Haptic VR balloons are now a thing & they actually work

Rosalie Newcombe
'Woman Using Virtual Reality Goggles' image by fauxels on pexels.com, with the image of a purple balloon by Deeana Arts on top.

College students have developed a new form of haptic feedback for VR gaming using inflatable robot balloons.

Haptic technology isn’t new when it comes to gaming tech. For decades, game controllers have contained vibration-haptic features. Controllers like the PS5’s DualSense have only improved on the tech, adding new layers of immersion by replicating the feel of falling rain or the tightness of a bowstring.

With VR gaming becoming increasingly popular with devices like the Quest 3, it was only a matter of time before haptics would be more utilized in the virtual-reality gaming space. Now, university students have developed a new form of VR haptics, with shape-changing inflatable robots.

Students of the University of Calgary, Canada, and Tohoku Unversity of Sendai, Japan have created “InflatableBots”, inflatable shape-changing robots that can change height and position to provide a new form of haptics for VR.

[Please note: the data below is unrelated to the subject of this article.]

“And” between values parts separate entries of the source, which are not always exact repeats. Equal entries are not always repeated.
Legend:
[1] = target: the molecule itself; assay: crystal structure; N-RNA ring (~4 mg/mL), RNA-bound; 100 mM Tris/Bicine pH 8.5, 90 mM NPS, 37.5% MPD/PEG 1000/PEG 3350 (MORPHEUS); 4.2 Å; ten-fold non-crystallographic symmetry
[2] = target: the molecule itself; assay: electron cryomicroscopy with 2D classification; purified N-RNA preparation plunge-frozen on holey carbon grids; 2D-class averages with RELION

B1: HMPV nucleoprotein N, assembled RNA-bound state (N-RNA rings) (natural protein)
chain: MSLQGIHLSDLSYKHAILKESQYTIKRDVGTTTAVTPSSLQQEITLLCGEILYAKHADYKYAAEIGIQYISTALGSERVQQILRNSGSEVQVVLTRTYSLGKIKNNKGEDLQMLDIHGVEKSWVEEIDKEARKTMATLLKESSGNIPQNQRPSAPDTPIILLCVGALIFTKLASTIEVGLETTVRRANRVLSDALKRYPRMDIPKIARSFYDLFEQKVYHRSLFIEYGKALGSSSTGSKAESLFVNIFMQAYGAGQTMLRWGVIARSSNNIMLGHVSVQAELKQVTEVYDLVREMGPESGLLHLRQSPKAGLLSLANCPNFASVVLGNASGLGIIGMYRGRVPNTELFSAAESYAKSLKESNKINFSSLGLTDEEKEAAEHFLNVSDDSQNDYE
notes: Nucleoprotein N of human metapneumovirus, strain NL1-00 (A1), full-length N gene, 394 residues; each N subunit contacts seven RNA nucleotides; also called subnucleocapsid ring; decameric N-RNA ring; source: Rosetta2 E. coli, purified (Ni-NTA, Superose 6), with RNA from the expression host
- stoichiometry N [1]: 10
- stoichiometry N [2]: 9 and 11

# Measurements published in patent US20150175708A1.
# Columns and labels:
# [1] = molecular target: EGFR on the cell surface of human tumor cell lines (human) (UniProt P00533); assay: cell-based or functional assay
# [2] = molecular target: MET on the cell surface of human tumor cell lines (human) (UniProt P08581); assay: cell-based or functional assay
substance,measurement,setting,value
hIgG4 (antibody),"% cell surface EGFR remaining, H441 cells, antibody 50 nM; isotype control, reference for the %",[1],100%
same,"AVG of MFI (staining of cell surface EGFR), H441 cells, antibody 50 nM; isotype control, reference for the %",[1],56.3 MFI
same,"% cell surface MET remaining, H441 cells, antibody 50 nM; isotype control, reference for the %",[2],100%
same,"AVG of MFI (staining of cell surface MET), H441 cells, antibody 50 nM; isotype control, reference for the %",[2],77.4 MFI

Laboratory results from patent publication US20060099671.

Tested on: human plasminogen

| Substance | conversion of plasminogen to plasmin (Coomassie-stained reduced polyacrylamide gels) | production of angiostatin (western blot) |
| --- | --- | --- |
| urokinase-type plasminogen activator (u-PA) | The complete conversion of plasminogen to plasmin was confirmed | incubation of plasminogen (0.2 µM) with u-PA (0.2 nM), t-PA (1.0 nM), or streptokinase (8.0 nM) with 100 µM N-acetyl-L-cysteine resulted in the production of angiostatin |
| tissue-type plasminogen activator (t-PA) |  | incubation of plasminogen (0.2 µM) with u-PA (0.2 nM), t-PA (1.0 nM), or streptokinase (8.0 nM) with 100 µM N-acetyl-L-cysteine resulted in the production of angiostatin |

Presented in a video by student Ryota Gomi, the “shape-changing” InflatableBots are made up of omnidirectional robots with fan-based inflatable structures. These structures can inflate from 15 to 200 inches at a rate of 4 inches per second, to create multiple “touch-points.”

The abstract of the student’s paper on the InflatableBots explains, “Unlike traditional inflatable shape displays, which are immobile and limited in interaction areas, our approach combines mobile robots with fan-based inflatable structures. This enables safe, scalable, and deployable haptic interactions on a large scale.”

Screenshot from the video for the project on 'InflatableBots: Inflatable Shape-Changing Mobile Robots for Large-Scale Encountered-Type Haptics in VR.'

Throughout the footage, shared onto X/Twitter by user Lukas Zeigler, students behind the genius InflatableBots can be seen showing off the brand-new tech. Whether it’s replicating the height of a staircase, the hit of a drumkit, or even the head of a pack of adorable dogs, the InflatableBots provide a physical object to touch, to aid immersion and create a new form of VR haptic tech.

Sadly, you cannot pick up these InflatableBots for yourself. The mesmerizing new haptic tech was created as part of a project, and supporting paper, for ‘The ACM CHI Conference on Human Factors in Computing Systems.’ However, with VR gaming on the up, there are still new headsets and advances in the space to come.